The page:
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How Arsenal’s Wenger Messed It Up Again

One of the big tasks of a manager is to keep his players in the buoyant mood, either by satisfying their salary demand, creating a team of champion-calibre, or offering the player an important role in the team. Having failed to win a trophy for long and losing key players in successive offseasons, Arsene Wenger is trying hard to hold on to his key players as well as to lure big names. However, he may have tried a bit too hard this time.

Theo Walcott’s football talents are well recognised across the country. He has been a nightmare for fullbacks with his daring and direct approach. Being still a very young player, Walcott is looking for a breakthrough in his career. Thierry Henry, one of the legends in Arsenal, is the example Walcott wants to follow – a transition from the flanks to a central role.

The contract stalemate was followed by a handful of goals from the English international. Whether Wenger had been convinced by Walcott’s ability, he obviously promised the youngster more opportunities to play as a centre forward and successfully convinced him to ink the contract.

Walcott’s off-the-ball movement and his enormous speed can cause chaos between central defenders. This was exactly the game plan of Arsene Wenger, facing Van Buyten and Dante of Bayern Munich. Nevertheless, this may be an over-ambitious game plan. Clearly, Theo Walcott is yet to be a world-class striker who could single-handedly win a match for Arsenal (thinking of Van Persie, right?).

Knowing that he would be outmuscled, Aaron Ramsey, Santi Cazorla and Jack Wilshere had actively attempted to put more numbers up front to create space for Theo Walcott. It was not as straightforward as they thought, though, because of the high discipline of the German defence, and also when Javi Martinez and Bastian Schweinsteiger sat very deep in its own half.

While they failed to penetrate Bayern’s backline, they could not find a comfortable zone in their own half as well. Thomas Muller, Toni Kroos and Franck Ribery worked their socks off to limit the space Mikel Arteta and Jack Wilshere could enjoy. This was also how they got their first goal. Despite the brilliant finish by Toni Kroos, Bayern Munich would not have created the chance if Arsenal had not given away the ball cheaply.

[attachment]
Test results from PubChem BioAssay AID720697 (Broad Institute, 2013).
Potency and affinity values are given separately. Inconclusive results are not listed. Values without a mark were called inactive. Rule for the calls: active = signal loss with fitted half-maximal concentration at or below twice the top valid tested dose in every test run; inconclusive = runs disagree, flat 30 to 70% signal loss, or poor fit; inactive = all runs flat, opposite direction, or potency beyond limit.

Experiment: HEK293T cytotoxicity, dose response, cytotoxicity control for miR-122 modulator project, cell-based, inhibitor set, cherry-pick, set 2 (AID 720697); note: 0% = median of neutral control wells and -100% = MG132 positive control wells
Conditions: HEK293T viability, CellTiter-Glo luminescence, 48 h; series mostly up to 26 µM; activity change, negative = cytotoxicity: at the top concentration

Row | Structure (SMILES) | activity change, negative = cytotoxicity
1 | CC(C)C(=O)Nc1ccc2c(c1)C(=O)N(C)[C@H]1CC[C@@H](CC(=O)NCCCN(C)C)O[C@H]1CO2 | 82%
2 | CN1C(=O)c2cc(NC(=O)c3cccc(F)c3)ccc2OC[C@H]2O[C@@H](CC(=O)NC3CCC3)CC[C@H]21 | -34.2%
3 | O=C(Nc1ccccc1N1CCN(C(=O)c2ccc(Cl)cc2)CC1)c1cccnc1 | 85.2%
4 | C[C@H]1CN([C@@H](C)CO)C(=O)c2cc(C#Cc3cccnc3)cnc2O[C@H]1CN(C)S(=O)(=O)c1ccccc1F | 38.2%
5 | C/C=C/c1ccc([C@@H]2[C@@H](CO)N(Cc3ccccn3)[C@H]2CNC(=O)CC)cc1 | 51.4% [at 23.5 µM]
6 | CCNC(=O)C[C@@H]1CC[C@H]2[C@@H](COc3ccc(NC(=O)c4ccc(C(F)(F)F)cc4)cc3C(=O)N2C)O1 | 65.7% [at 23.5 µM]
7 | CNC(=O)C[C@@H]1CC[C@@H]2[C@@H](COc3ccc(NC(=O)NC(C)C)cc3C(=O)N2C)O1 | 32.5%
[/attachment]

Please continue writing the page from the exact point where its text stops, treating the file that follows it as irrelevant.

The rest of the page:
There was a genuine reason that Bayern Munich was confident to sit deep — Mario Mandzukic. A man of considerable size but high football intelligence, the Croatian used his strong body, clever runs and decent footwork to hold off defenders and allow teammates arriving late to support. His goal, Bayern’s third of the match, was the classic example. Mandzukic fought off Koscielny for a long ball, laid it off to a teammate and eventually scored from Phillip Lahm’s cross.

In contrast, Arsenal operated with the lack of physicality which limited the effectiveness. When they found the way to create some rare threats, Sagna and Podolski could never find a teammate in the box. In fact, Arsenal’s best chance in the match came when Oliver Giroud was introduced and Walcott returned on the right flank, challenging potentially the weakest link of Bayern’s defence, David Alaba.

Now they need a 3-0 or better victory at Munich to turn their fortune around. Chelsea had done the magic last year against the less experienced Napoli, but it is very unlikely Bayern Munich would collapse completely in the second leg to give away their place in quarter final. It looks as if another title opportunity is gone, two in a roll in the space of four days. The media can have another go to irritate Arsene Wenger, but Arsenal fans seem destined to endure another heart-breaking season.

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